The 'Benjamin Button' effect: Scientists can reverse aging in mice; the goal is to do the same for humans
By Sandee LaMotte, CNN
(CNN) -- In molecular biologist David Sinclair's lab at Harvard Medical School, old mice are growing young again.
Using proteins that can turn an adult cell into a stem cell, Sinclair and his team have reset aging cells in mice to earlier versions of themselves. In his team's first breakthrough, published in late 2020, old mice with poor eyesight and damaged retinas could suddenly see again, with vision that at times rivaled their offspring's.
"It's a permanent reset, as far as we can tell, and we think it may be a universal process that could be applied across the body to reset our age," said Sinclair, who has spent the last 20 years studying ways to reverse the ravages of time.
"If we reverse aging, these diseases should not happen. We have the technology today to be able to go into your hundreds without worrying about getting cancer in your 70s, heart disease in your 80s and Alzheimer's in your 90s." Sinclair told an audience at Life Itself, a health and wellness event presented in partnership with CNN.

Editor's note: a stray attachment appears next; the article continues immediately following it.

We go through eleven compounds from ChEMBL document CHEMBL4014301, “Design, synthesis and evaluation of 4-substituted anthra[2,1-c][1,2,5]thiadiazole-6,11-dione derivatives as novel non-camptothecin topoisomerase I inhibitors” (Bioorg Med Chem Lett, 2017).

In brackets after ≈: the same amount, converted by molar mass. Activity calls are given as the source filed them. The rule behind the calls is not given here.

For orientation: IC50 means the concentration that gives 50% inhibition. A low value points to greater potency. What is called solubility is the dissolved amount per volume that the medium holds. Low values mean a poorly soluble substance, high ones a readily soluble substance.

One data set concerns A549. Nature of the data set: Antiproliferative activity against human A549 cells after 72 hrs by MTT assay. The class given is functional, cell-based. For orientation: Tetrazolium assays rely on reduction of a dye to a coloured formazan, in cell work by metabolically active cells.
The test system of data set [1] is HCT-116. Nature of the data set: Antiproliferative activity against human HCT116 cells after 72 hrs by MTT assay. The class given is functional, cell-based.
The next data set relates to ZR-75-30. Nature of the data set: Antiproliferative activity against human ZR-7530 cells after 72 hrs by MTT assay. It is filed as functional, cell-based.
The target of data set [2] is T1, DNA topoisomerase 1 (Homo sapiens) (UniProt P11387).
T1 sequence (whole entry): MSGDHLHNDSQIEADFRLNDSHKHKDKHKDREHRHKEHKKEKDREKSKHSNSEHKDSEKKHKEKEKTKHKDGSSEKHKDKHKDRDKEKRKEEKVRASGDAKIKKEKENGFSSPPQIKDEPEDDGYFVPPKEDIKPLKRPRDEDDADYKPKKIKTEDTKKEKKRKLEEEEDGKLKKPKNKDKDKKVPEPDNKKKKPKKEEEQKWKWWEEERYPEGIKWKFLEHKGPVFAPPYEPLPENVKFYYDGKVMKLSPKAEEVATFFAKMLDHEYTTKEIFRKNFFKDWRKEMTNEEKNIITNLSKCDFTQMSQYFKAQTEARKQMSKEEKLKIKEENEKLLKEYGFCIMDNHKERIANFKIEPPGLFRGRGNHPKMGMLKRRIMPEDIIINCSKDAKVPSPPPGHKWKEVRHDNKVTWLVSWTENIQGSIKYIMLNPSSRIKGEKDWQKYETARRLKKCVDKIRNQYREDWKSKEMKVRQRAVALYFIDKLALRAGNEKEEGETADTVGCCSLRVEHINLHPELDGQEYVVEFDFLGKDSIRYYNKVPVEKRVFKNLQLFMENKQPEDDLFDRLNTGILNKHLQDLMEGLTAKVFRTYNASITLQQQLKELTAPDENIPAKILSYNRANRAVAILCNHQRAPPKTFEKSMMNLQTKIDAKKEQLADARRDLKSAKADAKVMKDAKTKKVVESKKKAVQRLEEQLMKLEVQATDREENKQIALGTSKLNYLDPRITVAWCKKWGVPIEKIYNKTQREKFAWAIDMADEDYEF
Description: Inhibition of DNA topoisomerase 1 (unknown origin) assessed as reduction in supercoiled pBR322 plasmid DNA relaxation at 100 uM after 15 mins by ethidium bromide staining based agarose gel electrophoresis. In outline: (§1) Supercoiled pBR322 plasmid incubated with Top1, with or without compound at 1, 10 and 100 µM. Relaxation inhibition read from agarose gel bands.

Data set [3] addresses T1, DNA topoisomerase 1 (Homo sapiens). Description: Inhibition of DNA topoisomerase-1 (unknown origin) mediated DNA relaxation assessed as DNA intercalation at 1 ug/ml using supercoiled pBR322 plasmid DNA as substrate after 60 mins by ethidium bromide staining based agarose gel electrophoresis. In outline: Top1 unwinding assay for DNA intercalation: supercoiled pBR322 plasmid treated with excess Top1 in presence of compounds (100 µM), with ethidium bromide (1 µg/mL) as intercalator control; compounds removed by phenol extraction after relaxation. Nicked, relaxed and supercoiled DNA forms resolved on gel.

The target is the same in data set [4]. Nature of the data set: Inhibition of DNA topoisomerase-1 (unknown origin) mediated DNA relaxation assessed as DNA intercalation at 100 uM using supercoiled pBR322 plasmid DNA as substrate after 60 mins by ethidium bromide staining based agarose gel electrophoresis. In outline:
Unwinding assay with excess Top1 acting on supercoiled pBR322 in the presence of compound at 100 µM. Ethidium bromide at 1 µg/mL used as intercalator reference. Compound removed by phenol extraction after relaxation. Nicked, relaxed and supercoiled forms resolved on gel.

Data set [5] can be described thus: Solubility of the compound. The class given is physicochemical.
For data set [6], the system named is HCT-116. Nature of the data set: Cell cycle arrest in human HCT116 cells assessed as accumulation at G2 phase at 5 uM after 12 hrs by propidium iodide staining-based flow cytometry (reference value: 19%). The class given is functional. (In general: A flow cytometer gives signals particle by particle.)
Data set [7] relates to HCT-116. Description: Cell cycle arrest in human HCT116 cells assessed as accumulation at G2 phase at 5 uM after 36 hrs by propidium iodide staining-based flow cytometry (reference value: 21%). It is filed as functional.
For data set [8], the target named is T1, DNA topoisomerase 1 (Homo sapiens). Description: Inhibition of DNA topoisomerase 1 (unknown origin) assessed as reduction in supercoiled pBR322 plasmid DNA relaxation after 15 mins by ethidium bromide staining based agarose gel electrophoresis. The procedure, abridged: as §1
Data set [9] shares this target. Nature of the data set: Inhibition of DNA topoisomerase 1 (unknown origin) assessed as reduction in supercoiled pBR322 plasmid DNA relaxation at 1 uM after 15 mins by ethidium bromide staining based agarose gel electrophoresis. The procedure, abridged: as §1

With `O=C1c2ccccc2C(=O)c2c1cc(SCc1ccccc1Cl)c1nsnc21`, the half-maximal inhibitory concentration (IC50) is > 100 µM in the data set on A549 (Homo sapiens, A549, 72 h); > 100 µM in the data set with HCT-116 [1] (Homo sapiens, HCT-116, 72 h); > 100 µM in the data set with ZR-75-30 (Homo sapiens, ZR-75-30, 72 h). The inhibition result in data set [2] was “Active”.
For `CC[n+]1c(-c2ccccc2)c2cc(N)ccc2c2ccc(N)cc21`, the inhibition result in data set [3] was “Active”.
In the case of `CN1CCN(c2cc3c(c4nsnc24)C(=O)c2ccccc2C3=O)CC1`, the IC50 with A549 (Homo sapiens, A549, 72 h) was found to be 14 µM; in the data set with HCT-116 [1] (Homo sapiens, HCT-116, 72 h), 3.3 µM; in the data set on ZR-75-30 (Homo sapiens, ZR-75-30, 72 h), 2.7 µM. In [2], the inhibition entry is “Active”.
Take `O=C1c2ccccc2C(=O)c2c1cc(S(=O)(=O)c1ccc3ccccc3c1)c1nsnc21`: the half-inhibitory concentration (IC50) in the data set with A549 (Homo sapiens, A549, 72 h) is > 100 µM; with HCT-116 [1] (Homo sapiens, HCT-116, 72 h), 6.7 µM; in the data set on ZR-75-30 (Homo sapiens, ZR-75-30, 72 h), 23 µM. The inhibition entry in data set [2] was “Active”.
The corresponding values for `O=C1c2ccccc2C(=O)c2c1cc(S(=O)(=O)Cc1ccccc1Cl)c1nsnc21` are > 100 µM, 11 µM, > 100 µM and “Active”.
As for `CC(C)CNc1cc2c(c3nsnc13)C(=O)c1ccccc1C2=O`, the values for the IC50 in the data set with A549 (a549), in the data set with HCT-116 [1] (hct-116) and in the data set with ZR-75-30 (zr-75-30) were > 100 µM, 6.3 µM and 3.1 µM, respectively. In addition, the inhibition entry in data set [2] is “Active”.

"This is the world that is coming. It's literally a question of when and for most of us, it's going to happen in our lifetimes," Sinclair told the audience.
"His research shows you can change aging to make lives younger for longer. Now he wants to change the world and make aging a disease," said Whitney Casey, an investor who is partnering with Sinclair to create a do-it-yourself biological age test.
While modern medicine addresses sickness, it doesn't address the underlying cause, "which for most diseases, is aging itself," Sinclair said. "We know that when we reverse the age of an organ like the brain in a mouse, the diseases of aging then go away. Memory comes back; there is no more dementia.